Monday, February 27, 2017
How much does your wood move?
Wood movement is one aspect in furniture making that is more important than many really know or willing to understand. There are books, articles, and charts to determine wood movement and one particular book that comes to mind is Understanding Wood by Bruce Hadley. While books and charts are good sometimes recording wood movement physically is a better option. Especially since most lumber that are available these days are not fully mature before they were cut. Also sadly the wood drying has changed rapidly. Today wood is being pushed to the limits, often drying too quickly. I know this from the visual piles of wood in the short bins full of end checks that go several feet in from the ends.
My preferred method to measuring wood movement is to gather several pieces of soft wood and hard wood that I commonly use. For me that is pine, poplar, cherry, oak, walnut, maple, and mahogany. I often use a small off cut that has been milled over the years. I will use this off cut record how much the wood itself has or will move in width. Several times a year I even measure the length. Yes even wood moves in length, but not much. When recording the width I also record the date, humidity, and time. A perfect example it the pine shown in the photograph, it has moved a 1/16 of an inch just this month alone. The humidity has changed rapidly last few weeks and that plays a huge role in furniture making. I will record all wood movement for 1-2 years to ensure I get an average and understanding of possible movement. The instrument I use to measure humidity and temperature is the AcuRite 00613 Indoor Humidity Monitor. I have one in every room in my shoppe and it is quite accurate.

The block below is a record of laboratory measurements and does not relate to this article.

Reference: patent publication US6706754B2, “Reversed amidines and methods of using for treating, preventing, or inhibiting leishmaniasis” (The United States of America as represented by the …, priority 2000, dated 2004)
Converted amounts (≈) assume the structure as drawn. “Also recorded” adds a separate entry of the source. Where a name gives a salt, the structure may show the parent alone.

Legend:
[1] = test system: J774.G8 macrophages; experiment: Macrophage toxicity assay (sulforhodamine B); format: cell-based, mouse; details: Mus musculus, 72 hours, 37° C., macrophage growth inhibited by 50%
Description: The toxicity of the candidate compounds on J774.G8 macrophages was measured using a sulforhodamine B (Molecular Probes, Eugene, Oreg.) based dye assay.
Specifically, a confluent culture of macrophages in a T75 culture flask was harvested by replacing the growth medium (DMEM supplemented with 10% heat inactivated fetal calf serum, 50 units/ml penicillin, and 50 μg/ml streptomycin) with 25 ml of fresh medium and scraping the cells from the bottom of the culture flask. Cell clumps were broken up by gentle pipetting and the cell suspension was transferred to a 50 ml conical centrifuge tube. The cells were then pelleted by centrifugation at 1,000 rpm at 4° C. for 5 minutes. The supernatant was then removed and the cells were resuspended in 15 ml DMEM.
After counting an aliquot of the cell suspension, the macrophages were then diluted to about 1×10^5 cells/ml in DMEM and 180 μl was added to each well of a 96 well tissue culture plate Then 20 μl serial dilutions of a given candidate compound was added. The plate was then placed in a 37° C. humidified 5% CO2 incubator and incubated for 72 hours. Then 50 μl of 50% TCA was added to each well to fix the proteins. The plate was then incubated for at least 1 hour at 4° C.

So while its fun just slapping furniture together, always beware wood will always move and if you don't compensate for wood movement the results can scare you. Trust me!